What should we make of Abdulazeez's faith? Are any and all Muslim Americans bound to attack sooner or later, ticking time bombs, best managed in internment camps? Or, having seen the picture of this disturbed young man, a psychiatric patient and drug abuser, witness to domestic violence, unbetrothed, underemployed, debt ridden and facing a felony court date, should we ignore his religious preference altogether, as we do for all nonMuslim criminals?
To me, there is significant meaning attached to the timing of his attack on the last day of Ramadan, the day before Eid. If the month of fasting emphasizes patience and selflessness, and Eid is a celebration of community, he could scarcely have enacted a more shocking rejection of these holidays.
It is worth considering, too, what he didn't do: He didn't write a suicide note and hang himself or take a lethal drug overdose. He didn't assault his allegedly abusive father. He didn't hide by an overpass, shooting random strangers for as long as possible, without getting caught (Beltway snipers). He didn't attack a movie theater (Holmes, Houser), a former employer's office (Patrick Sherrill, Mark Barton), a church (Roof), or — and I shudder as I write this — a school (Sandy Hook, Columbine). Neither did he flee from Jordan to join ISIS, though one imagines he could have.
Instead, he directly attacked unarmed U.S. military personnel, in his very own hometown. Quite contrary to what the warmongers proclaim, it seems a tragic case of us against us. Fratricide really, by a formerly accomplished high school martial artist, quite helpless in the world of grown men and women.
And indirectly, what could be a bigger blow to his family, his friends, the community he grew up amidst? Where would they find peace now, physically and emotionally? Didn't they listen, understand, include, guide?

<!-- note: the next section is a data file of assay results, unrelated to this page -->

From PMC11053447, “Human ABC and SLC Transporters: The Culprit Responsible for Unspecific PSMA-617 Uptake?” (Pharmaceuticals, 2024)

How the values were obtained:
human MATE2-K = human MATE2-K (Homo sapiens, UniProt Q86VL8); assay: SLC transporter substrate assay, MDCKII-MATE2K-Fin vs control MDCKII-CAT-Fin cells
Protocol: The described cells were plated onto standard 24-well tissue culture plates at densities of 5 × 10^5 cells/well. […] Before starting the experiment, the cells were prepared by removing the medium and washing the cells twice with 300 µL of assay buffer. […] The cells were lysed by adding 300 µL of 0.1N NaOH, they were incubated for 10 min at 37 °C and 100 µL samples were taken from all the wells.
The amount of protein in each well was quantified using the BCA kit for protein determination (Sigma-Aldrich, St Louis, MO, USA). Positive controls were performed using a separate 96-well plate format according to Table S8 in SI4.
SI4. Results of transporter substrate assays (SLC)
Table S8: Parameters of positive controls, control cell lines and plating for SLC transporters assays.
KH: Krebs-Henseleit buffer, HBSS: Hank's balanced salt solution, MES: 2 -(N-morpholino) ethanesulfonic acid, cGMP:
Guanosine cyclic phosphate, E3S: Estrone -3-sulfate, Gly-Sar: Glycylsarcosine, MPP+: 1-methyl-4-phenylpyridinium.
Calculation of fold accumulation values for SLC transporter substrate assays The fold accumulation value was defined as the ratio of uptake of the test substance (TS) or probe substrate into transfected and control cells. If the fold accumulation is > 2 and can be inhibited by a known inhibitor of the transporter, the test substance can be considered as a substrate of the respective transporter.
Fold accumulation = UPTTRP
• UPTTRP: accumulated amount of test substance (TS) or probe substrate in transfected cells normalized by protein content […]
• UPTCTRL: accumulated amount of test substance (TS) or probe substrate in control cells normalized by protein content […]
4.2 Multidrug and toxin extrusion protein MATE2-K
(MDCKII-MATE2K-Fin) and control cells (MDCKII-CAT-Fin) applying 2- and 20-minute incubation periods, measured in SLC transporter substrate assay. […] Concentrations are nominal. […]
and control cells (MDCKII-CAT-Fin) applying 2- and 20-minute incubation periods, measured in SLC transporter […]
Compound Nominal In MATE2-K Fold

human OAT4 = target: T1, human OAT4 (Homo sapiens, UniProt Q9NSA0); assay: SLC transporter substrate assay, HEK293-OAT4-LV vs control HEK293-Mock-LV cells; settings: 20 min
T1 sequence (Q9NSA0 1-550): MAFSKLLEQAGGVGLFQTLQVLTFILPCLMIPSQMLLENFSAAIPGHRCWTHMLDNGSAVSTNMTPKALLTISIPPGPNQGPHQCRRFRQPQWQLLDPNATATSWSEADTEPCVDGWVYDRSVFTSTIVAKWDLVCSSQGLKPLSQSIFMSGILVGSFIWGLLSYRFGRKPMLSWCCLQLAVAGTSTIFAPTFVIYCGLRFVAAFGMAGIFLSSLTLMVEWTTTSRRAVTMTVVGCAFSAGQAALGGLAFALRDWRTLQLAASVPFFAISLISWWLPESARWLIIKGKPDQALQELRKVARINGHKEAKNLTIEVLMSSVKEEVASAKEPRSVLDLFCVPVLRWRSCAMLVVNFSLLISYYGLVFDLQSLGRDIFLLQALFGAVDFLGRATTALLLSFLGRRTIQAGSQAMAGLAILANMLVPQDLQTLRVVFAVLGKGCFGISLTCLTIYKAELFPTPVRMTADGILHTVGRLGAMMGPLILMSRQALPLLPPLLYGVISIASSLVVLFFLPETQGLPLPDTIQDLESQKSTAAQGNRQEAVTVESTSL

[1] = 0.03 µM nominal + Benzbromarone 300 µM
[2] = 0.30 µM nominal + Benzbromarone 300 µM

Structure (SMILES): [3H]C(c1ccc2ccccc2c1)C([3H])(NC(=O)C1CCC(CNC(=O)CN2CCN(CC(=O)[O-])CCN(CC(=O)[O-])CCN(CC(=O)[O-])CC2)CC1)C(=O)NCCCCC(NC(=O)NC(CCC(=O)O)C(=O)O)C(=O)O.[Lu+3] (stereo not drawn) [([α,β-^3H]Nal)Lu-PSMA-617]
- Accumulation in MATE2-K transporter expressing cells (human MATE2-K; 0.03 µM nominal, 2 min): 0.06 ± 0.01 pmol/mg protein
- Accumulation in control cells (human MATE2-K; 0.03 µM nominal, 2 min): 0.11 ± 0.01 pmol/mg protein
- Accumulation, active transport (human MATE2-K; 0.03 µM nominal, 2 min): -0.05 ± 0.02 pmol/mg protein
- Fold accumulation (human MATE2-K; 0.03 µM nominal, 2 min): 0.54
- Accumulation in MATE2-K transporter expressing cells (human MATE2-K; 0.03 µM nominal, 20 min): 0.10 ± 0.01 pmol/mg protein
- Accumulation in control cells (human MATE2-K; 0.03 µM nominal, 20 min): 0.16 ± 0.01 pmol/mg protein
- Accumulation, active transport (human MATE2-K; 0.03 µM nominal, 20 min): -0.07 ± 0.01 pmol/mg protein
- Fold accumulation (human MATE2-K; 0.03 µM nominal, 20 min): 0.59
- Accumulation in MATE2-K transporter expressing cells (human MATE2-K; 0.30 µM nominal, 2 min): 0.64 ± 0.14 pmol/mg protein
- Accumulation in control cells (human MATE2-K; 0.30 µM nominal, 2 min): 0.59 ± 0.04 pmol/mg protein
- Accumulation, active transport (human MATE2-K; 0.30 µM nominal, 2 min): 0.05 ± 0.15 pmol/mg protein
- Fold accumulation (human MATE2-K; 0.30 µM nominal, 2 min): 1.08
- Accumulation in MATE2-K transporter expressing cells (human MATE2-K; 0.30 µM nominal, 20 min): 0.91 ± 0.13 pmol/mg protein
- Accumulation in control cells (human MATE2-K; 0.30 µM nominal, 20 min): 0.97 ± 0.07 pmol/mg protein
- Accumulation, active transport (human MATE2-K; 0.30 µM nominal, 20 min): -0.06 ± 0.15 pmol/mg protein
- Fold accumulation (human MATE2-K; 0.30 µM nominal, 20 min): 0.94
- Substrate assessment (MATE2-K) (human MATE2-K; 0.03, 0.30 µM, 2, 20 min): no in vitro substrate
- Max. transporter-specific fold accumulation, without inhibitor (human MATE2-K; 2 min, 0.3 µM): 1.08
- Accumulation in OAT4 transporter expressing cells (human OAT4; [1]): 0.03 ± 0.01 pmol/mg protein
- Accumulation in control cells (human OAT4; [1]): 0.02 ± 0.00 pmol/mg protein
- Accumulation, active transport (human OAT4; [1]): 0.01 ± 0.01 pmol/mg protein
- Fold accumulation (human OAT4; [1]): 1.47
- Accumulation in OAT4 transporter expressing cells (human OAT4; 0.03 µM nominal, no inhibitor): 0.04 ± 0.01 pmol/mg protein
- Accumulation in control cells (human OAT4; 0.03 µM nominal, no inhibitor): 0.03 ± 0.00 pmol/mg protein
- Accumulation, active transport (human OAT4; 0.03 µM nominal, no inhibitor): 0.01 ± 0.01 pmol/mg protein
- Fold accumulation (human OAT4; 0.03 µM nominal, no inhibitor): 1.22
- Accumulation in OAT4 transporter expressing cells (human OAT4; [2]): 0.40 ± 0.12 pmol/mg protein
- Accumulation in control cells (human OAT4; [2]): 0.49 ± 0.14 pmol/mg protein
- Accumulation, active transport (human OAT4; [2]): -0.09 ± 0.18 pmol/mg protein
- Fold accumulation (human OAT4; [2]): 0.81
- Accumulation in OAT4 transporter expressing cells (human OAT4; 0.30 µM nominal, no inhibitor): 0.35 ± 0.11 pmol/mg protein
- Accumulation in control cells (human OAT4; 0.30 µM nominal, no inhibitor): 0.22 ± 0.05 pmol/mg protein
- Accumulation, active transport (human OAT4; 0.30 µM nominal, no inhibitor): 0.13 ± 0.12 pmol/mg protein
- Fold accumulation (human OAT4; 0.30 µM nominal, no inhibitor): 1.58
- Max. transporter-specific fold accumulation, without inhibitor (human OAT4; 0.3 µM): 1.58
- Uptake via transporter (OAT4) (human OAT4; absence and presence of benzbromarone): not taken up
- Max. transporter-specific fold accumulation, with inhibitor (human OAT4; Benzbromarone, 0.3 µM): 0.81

Did ISIS and its ilk manage to reach out to this desperate and angry young man, to offer him some meaning, some sense of belonging, however morbid and destructive? Don't our inner city gangs and supremacist, xenophobic groups trade in this very currency? Is there anyone, anywhere who can interpret his cowardly act as heroic, as serving any worthwhile purpose? Wouldn't it take quite a sick spirit to do so?
Answering the questions
It is the job of our great nation to answer these questions, and to answer them correctly. Chattanooga started to do so immediately. Interfaith vigils blossomed the very next day. On day two, the murderer's neighbors gathered to tend to his garden.
As mourners, we were one community, regardless of color, faith, socioeconomic status. Yes, a few divisive voices were heard, a little hatred was spewed — mostly from the usual suspects here and their fellow firebrands in the Middle East. But for the most part, the freshly spilled blood was honored as it should be — as all such blood should be that is shed to preserve and renew a just democracy for us all.
Mohsin Ali, a child, adolescent and adult psychiatrist, has lived and worked in Chattanooga for more than nine years after moving to the United States from his former home in Pakistan.